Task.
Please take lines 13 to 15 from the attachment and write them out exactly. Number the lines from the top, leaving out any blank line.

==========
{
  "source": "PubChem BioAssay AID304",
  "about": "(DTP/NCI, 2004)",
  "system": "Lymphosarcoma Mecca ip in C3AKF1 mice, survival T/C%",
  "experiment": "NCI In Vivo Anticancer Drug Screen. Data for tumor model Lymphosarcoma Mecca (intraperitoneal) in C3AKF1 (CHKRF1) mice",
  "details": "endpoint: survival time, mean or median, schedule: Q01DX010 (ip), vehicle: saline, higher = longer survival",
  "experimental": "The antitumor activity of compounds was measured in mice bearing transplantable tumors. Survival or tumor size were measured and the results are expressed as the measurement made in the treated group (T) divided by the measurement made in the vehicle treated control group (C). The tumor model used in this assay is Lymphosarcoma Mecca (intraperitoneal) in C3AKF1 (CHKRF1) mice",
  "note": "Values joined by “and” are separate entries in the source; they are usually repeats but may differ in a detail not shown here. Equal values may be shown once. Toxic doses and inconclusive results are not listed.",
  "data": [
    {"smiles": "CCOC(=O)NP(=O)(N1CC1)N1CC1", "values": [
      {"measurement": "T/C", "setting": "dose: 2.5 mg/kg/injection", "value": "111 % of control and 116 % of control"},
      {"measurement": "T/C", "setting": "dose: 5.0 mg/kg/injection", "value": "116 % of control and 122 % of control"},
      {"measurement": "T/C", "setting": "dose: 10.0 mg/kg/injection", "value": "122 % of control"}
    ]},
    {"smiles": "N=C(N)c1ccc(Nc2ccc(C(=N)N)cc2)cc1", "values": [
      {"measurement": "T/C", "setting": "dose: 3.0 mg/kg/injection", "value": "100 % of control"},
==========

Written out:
      {"measurement": "T/C", "setting": "dose: 10.0 mg/kg/injection", "value": "122 % of control"}
    ]},
    {"smiles": "N=C(N)c1ccc(Nc2ccc(C(=N)N)cc2)cc1", "values": [